Zariski category

From Encyclopedia of Mathematics
Revision as of 16:59, 7 February 2011 by (talk) (Importing text file)
(diff) ← Older revision | Latest revision (diff) | Newer revision → (diff)
Jump to: navigation, search

An abstract model of the category of commutative algebras (cf. Commutative algebra) in which basic commutative algebra and algebraic geometry can be performed. Zariski categories are axiomatically defined as categories satisfying the following six axioms:

1) is co-complete, i.e., has all small colimits;

2) has a strong generating set of objects whose objects are finitely presentable and flatly co-disjunctable;

3) regular epimorphisms in are universal, i.e., stable under pull-backs along any morphism (cf. Morphism);

4) the terminal object of is finitely presentable and has no proper subobject;

5) the product of two objects in is co-universal, i.e., stable under pushouts along any morphism;

6) for any finite sequence of co-disjunctable congruences on any object , with respective co-disjunctors , one has

where denotes union of congruences on on the left-hand side and co-union of quotient objects of on the right-hand side.

These axioms rely on the notions of limits, colimits, finitely presentable objects, and co-disjunctors [a1]. This latter notion describes in a universal way the calculus of fractions, and is defined as follows. Let be an arbitrary pair of parallel morphisms in . It is said to be co-disjointed if its co-equalizer is a strict terminal object. A morphism co-disjoints if is co-disjointed. A co-disjunctor of is a morphism that co-disjoints and through which any morphism that co-disjoints factors uniquely. The pair is co-disjunctable if it has a co-disjunctor. The object is co-disjunctable if the pair of inductions of into its coproduct by itself is co-disjunctable. It is flatly co-disjunctable if, moreover, the co-disjunctor of is a flat morphism, i.e., the pushout functor along preserves monomorphisms.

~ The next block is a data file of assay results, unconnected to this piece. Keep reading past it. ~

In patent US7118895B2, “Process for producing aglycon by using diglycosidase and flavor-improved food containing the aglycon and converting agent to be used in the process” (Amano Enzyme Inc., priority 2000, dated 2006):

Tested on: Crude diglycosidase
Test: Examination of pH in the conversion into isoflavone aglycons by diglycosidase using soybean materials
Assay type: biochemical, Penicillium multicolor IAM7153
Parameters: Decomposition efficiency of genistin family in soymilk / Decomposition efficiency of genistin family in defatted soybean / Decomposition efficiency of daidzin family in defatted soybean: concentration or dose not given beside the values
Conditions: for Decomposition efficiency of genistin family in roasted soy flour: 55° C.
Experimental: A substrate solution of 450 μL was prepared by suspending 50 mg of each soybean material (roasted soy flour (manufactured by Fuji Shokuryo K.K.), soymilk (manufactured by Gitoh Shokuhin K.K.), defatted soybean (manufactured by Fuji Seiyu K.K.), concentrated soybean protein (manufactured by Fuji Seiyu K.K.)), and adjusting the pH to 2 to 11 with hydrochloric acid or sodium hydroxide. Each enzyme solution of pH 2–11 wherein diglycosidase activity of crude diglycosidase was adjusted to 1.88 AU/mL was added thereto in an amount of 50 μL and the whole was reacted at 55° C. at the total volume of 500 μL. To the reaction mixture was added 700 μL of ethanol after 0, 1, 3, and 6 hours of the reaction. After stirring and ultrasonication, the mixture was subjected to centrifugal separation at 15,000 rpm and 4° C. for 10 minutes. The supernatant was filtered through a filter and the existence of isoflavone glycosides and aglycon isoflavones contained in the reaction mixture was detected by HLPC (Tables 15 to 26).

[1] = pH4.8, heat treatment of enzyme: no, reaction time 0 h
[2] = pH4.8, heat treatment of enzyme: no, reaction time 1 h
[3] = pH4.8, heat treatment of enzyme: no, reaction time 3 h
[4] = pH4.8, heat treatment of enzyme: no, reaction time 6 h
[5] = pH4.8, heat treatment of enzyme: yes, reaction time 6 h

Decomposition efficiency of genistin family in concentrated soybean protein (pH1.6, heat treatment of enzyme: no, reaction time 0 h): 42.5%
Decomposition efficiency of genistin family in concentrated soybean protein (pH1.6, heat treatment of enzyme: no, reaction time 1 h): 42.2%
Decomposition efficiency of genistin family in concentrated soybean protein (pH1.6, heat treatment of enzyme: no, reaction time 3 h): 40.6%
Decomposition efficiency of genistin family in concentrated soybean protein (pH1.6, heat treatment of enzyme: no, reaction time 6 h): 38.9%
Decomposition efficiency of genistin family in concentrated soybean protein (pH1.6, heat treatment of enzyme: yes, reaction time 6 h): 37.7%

The whole of basic commutative algebra and algebraic geometry can be formally developed in any Zariski category as if its objects were commutative rings. Any result proven in an arbitrary Zariski category has various interpretations in various concrete categories of commutative algebras of different kinds, possible equipped with some extra structure such as an order, lattice, gradation, filtration, differentiation, etc.


[a1] Y. Diers, "Categories of commutative algebras" , Oxford Univ. Press (1992)
[a2] Y. Diers, "The Zariski category of graded commutative rings" Canad. Math. Soc. Conf. Proc. , 13 (1992) pp. 171–181
How to Cite This Entry:
Zariski category. Encyclopedia of Mathematics. URL:
This article was adapted from an original article by Y. Diers (originator), which appeared in Encyclopedia of Mathematics - ISBN 1402006098. See original article